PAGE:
Once again in Namwon (남원), just a few days before this year’s Chunhyang Festival (춘향제) begins.
Six years ago, I had slept for hours in the small pavilion in Gwanghan-ru Park (광한루원) after a track on Jinri-san, today a performance with several acts at different places in the park was going on (the “Sunday Gwanghan-ru Park Gugak Stroll” / 일요광한루원국악산책). We moved along, towards the final songs, with an unexpected encore, then strolled around the grounds.
They were erecting the stage for the 87th Chunhyang Festival (제87회 춘향제), to take off in three days (May 3 – 7). The newly-built exhibition space featured some old records, translations of the Story of Chunhyang (kor. Chunhyang-jeon, 춘향전) from around the world (e.g. from Germany Der Oriol: Zwei Liebesgeschichten aus dem alten Korea, translated by Elisabeth Ackner, Leipzig 1951: Ruppert Verlag), and some interesting historical facts.
The Chunhyang Festival was held for the first time in 1931. The shrine dedicated to the heroine of this “national novel” had just been built and a ceremony (춘향제사) was held, until today the spiritual center of the festival. In 1974, the festival began a pansori contest and Jo Sang-hyeon (조상현) was the first winner (장원). Today, there is a contest for traditional music, a “Miss Chunhyang” beauty pageant (Seopyeonje-star Oh Jeong-hae [오정해] received the title in 1992, to my surprise), and many fringe acts all around the park and the riverside in front.
We didn’t see the famous portrait of Chunhyang by Kim Eun-ho (김은호, 1892–1979), modernist painter, whose portrait of the Chinese actor Mei Lanfang (梅蘭芳, 매란방 in Korean, 1894–1961) I had seen a few days ago at the National Museum of Modern and Contemporary Art in Seoul (국립현대미술관 서울관).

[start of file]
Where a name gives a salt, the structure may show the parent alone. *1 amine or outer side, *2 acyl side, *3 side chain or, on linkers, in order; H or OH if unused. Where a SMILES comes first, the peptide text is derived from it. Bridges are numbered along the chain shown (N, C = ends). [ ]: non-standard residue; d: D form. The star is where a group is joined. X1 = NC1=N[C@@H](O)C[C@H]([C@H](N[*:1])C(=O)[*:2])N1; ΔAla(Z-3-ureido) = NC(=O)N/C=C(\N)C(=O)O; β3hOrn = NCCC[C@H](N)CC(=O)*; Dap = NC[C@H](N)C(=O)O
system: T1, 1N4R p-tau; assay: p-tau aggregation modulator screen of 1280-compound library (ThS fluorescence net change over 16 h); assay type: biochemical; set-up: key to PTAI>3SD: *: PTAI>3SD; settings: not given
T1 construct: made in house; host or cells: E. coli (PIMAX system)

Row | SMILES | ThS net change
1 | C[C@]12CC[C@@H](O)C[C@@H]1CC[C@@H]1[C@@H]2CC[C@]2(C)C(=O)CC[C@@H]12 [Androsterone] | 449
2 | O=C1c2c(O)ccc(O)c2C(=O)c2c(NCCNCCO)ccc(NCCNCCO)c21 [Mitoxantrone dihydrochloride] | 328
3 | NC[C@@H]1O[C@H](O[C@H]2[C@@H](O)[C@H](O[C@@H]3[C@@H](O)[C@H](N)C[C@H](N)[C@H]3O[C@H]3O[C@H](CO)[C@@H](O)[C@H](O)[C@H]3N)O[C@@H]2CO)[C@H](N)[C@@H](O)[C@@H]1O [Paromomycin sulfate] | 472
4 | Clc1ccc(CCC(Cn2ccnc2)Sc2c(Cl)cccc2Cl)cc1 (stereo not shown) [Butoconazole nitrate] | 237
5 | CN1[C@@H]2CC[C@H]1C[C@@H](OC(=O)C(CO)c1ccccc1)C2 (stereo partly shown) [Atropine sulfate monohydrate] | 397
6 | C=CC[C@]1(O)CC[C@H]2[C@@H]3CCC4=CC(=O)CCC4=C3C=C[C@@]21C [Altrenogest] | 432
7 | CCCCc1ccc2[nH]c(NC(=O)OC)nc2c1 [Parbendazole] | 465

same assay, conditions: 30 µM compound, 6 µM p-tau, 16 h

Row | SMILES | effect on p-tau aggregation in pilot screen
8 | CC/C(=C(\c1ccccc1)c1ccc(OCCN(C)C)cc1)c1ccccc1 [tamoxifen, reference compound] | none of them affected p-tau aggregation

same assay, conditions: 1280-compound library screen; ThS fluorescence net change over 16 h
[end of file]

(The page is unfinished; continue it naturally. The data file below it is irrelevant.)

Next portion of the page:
But while taking a walk through the mountains north of the river, I saw not only the Hampawoo Korean Music Experience Center (함파우소리체험관), where this year’s “Miss Chunhyang”s were rehearsing, but also the local Gugak Center and the Chunhyang Culture & Art Center (춘향문화예술회관). The photo exhibition I saw at the train station also included some pictures from last year’s festival. The way “national” pansori culture and local history, legend, and material culture (food!) merge in the event makes it an interesting object of study, as one example of contemporary pansori practice.
In any case, one sunny day in Namwon, with the hope of returning next year for the festival, finally.
– 30 April 2017 (日)
- 김기형, 춘향제 80년사, 서울 2015: 민속원. (publisher, table of contents
- Kim Gi-hyeong, The Eighty Year History of the Chunhyang Festival, Seoul 2015: Minsok-won.